Austria’s six biggest banks have less capital and rely more on wholesale funding than their peers in eastern Europe, and they need to build up their risk buffers, the central bank’s chief bank supervisor said.
The European Systemic Risk Board, Europe’s new 65-member risk watchdog, will discuss ways to reduce the risks of foreign currency loans, said Andreas Ittner, the Austrian central bank’s director responsible for bank supervision.
Austria’s central bank said Hypo Alpe-Adria-Bank International AG will likely avoid a 16 billion- euro ($21 billion) insolvency as policy makers negotiate with the European Commission over the nationalized lender.
Twenty-five of the best-paid chief executive officers in the U.S. earned more in salary and other compensation in 2010 than their companies’ federal income tax expenses as disclosed in public filings, according to a report by the Institute for Policy Studies.
The Austrian central bank lowered its estimates on how much additional core Tier 1 capital the country’s lenders need to comply with global rules and pay back state aid by 30 percent to 7 billion euros ($10 billion).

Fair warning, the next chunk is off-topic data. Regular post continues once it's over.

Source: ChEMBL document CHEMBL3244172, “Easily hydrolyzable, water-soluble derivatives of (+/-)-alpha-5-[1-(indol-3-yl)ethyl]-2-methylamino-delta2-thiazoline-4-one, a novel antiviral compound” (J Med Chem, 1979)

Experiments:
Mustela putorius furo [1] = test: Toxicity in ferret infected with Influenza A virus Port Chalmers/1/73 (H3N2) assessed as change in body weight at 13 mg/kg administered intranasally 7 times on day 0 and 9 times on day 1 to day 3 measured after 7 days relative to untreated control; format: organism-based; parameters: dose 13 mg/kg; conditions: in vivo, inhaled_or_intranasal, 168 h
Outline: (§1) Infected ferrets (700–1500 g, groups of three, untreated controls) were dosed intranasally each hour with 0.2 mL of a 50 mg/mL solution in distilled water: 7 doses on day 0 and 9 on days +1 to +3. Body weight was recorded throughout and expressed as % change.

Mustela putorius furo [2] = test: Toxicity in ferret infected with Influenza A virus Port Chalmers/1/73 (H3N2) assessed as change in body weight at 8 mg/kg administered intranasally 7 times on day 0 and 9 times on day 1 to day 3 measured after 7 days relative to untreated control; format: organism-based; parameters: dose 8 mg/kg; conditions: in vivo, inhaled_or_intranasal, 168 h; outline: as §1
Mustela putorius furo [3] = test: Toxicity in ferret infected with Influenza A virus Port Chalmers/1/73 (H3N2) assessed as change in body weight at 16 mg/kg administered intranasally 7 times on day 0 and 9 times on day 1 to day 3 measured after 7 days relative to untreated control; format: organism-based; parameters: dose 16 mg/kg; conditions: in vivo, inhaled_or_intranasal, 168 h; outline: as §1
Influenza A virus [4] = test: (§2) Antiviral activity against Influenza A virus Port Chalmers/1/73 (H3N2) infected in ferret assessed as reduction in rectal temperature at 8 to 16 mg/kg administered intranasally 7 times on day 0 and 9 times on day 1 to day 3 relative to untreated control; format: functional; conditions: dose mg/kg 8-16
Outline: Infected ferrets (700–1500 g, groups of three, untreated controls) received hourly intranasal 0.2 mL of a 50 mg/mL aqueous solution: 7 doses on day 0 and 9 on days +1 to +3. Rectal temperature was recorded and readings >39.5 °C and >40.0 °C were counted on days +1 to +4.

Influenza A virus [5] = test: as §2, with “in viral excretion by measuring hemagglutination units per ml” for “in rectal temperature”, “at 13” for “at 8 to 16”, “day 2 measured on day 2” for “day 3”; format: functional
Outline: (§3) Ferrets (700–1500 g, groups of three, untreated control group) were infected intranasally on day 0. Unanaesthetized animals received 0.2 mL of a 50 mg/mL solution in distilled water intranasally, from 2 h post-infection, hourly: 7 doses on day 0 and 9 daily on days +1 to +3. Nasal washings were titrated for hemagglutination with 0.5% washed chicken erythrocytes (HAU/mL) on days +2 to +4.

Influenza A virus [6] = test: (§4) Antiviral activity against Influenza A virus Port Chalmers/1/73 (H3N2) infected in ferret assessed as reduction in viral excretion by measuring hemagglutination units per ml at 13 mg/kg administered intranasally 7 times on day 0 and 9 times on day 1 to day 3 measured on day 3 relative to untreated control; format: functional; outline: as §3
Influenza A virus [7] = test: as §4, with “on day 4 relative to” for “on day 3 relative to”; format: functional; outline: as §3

Austrian banks’ capital shortfall probably worsened over the third quarter as losses announced at Erste Group Bank AG and Oesterreichische Volksbanken AG put the institutions further from a 9 percent target.
Austria’s central bank told the nation’s biggest lenders they should raise more capital to repay state aid, satisfy new banking rules and catch up with their better-capitalized rivals in eastern Europe.